Meet the Corpsmembers behind the scenes of the Klamathon Fire

Yreka, Calif. — With several agencies, and thousands of firefighters helping to put out the flames. Some people might not know many of the unsung heroes of the fire are back at base camp. The California Conservation Corps assigned around 150 Corpsmembers to assist crews.

“CCC stands for the California Conservation Corps,” said Brian Hartman, CCC Corpsmember.

Corpsmembers working the Klamathon Fire in Siskiyou County are living a similar schedule to firefighters. They sleep on the grounds, and work in the day.

“It looks like we got some people coming in now, so they’re going to take down the request number and then they’re going to get up and they’re going to hand them water, gatorade, or lunch if they need it – there’s ice in another trailer,” Hartman said.

These Corpsmembers help get lunches to the thousands of firefighters and personnel working on the Klamathon Fire.

“So here we have lunches that are separated by admin lunches, which are smaller lunches, and then line lunches which are regular and vegetarian lunches,” Hartman said.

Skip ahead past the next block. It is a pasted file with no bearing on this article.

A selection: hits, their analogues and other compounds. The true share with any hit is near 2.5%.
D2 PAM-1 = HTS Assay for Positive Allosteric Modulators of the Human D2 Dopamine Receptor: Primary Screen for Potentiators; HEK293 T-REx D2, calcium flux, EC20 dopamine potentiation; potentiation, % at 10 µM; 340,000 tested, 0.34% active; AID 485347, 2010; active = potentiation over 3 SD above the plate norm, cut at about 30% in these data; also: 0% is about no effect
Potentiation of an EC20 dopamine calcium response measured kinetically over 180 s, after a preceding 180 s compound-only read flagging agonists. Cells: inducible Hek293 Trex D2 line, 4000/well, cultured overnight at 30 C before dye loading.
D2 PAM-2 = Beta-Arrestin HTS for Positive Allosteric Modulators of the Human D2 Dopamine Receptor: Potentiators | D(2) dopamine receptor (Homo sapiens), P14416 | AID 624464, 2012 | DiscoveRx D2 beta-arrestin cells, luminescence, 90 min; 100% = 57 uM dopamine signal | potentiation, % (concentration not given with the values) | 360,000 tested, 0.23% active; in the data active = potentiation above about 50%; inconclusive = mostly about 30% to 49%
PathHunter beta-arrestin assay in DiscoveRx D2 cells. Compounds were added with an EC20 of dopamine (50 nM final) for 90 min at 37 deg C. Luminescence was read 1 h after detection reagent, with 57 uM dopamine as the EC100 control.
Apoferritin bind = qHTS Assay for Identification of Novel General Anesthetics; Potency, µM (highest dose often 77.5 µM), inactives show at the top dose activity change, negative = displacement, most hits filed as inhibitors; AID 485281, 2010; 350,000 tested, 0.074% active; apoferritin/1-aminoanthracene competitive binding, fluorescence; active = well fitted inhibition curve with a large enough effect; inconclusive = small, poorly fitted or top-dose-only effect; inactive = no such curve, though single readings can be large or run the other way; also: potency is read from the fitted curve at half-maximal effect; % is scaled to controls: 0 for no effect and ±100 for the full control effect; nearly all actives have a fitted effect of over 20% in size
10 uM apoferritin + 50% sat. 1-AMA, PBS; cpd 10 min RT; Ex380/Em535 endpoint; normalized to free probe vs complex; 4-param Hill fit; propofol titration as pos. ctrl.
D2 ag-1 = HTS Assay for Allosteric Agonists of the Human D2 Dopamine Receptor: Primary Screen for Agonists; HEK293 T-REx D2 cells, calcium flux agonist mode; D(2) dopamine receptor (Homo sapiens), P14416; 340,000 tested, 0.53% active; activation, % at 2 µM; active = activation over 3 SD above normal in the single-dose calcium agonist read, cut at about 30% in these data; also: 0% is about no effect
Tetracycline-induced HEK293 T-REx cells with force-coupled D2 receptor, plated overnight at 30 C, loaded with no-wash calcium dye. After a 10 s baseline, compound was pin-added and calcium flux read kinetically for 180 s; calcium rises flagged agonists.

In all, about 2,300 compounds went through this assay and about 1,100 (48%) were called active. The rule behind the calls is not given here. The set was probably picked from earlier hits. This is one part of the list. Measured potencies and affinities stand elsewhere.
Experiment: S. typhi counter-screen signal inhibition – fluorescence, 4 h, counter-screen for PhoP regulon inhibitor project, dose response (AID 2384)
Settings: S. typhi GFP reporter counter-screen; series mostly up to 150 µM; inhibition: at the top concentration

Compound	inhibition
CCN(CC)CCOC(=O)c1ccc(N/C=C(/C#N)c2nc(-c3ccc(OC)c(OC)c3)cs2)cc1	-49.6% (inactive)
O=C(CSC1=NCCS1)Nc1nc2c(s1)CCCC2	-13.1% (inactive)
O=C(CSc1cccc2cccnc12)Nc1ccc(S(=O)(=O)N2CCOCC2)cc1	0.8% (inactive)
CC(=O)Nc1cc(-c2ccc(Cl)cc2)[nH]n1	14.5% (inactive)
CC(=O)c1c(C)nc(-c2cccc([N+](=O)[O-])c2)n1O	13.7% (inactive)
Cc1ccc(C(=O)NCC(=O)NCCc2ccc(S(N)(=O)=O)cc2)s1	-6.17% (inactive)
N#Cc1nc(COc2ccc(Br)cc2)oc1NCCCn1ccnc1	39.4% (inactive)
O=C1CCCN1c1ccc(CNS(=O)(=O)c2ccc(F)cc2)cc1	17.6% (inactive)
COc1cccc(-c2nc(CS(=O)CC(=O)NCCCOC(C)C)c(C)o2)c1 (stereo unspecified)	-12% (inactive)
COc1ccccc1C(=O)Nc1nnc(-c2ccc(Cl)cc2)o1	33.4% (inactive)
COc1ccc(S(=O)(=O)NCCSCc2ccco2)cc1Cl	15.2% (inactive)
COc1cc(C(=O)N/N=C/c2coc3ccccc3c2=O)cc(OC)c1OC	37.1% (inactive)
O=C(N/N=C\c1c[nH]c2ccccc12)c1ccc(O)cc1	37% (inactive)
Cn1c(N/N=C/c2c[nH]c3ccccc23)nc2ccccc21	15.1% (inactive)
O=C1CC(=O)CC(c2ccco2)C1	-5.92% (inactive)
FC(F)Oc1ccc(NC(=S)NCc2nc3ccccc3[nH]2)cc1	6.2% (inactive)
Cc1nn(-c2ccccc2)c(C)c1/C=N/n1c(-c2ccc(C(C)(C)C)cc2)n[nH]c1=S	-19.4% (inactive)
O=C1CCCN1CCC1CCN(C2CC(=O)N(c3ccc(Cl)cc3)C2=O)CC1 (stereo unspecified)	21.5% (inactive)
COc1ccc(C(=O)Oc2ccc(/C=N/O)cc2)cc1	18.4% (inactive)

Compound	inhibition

Their services don’t end at lunches, Corpsmembers also help roll up hose straight from the fire lines.

“Make sure they all get on pallets and then they’ll pressure test all the hose,” said Eric Sifers, CCC Corpsmember.

A strenuous job, and most of the rope has poison oak.

“They saran wrap it, and take it back to supply,” said Sifers said.

Supply is another spot at base camp where you can find Corpsmembers hard at work.

“Doing documentation, keeping track of paperwork, making sure that everyone is happy and they have the gear that they need to go out and do what they need to do,” said Carson Beaven, CCC Corpsmember.

While much of the CCC’s tasks may look like grunt work, they said it’s more mental than physical.

“We spend so long together out here as a crew – that it builds the crew up, it makes them closer as a family – it builds a community within each crew and eventually all the crews together,” Hartman said.

Corpsmembers get paid minimum wage, but get a stipend at the end of their term. The work development program is only for people ages 18 to 25, and up to 27 if you’re a veteran. If you’re a California resident, and are interested in learning more about the program, you can visit their website here.

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